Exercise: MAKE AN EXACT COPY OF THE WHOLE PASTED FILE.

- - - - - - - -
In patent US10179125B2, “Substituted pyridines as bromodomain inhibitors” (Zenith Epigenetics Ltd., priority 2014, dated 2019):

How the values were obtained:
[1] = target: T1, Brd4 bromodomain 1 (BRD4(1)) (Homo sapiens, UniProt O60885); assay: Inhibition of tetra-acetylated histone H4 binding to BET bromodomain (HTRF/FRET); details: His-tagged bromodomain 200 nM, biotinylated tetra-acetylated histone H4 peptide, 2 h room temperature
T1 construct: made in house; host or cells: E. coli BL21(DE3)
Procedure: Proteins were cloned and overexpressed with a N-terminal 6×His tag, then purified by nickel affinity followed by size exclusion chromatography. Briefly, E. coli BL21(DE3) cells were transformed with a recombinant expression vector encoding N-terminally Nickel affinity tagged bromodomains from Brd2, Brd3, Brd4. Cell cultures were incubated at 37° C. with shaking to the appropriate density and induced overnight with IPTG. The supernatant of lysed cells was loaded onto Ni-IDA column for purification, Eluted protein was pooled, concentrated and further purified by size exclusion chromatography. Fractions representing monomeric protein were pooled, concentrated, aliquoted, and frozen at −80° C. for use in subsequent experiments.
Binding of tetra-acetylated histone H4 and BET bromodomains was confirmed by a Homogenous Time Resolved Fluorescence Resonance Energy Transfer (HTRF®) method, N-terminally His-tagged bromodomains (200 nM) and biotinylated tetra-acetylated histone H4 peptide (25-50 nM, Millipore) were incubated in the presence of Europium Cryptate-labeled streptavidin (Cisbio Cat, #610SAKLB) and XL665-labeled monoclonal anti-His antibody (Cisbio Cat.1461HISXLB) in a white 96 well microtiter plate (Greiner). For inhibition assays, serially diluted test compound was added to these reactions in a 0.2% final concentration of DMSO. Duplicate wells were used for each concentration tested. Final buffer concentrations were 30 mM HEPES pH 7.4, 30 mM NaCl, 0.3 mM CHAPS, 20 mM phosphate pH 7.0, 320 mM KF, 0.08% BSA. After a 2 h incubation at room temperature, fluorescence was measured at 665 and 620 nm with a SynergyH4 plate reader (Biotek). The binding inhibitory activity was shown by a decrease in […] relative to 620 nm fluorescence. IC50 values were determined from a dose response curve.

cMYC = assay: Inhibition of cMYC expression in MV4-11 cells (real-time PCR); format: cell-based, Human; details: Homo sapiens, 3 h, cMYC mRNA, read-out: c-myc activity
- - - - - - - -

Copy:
In patent US10179125B2, “Substituted pyridines as bromodomain inhibitors” (Zenith Epigenetics Ltd., priority 2014, dated 2019):

How the values were obtained:
[1] = target: T1, Brd4 bromodomain 1 (BRD4(1)) (Homo sapiens, UniProt O60885); assay: Inhibition of tetra-acetylated histone H4 binding to BET bromodomain (HTRF/FRET); details: His-tagged bromodomain 200 nM, biotinylated tetra-acetylated histone H4 peptide, 2 h room temperature
T1 construct: made in house; host or cells: E. coli BL21(DE3)
Procedure: Proteins were cloned and overexpressed with a N-terminal 6×His tag, then purified by nickel affinity followed by size exclusion chromatography. Briefly, E. coli BL21(DE3) cells were transformed with a recombinant expression vector encoding N-terminally Nickel affinity tagged bromodomains from Brd2, Brd3, Brd4. Cell cultures were incubated at 37° C. with shaking to the appropriate density and induced overnight with IPTG. The supernatant of lysed cells was loaded onto Ni-IDA column for purification, Eluted protein was pooled, concentrated and further purified by size exclusion chromatography. Fractions representing monomeric protein were pooled, concentrated, aliquoted, and frozen at −80° C. for use in subsequent experiments.
Binding of tetra-acetylated histone H4 and BET bromodomains was confirmed by a Homogenous Time Resolved Fluorescence Resonance Energy Transfer (HTRF®) method, N-terminally His-tagged bromodomains (200 nM) and biotinylated tetra-acetylated histone H4 peptide (25-50 nM, Millipore) were incubated in the presence of Europium Cryptate-labeled streptavidin (Cisbio Cat, #610SAKLB) and XL665-labeled monoclonal anti-His antibody (Cisbio Cat.1461HISXLB) in a white 96 well microtiter plate (Greiner). For inhibition assays, serially diluted test compound was added to these reactions in a 0.2% final concentration of DMSO. Duplicate wells were used for each concentration tested. Final buffer concentrations were 30 mM HEPES pH 7.4, 30 mM NaCl, 0.3 mM CHAPS, 20 mM phosphate pH 7.0, 320 mM KF, 0.08% BSA. After a 2 h incubation at room temperature, fluorescence was measured at 665 and 620 nm with a SynergyH4 plate reader (Biotek). The binding inhibitory activity was shown by a decrease in […] relative to 620 nm fluorescence. IC50 values were determined from a dose response curve.

cMYC = assay: Inhibition of cMYC expression in MV4-11 cells (real-time PCR); format: cell-based, Human; details: Homo sapiens, 3 h, cMYC mRNA, read-out: c-myc activity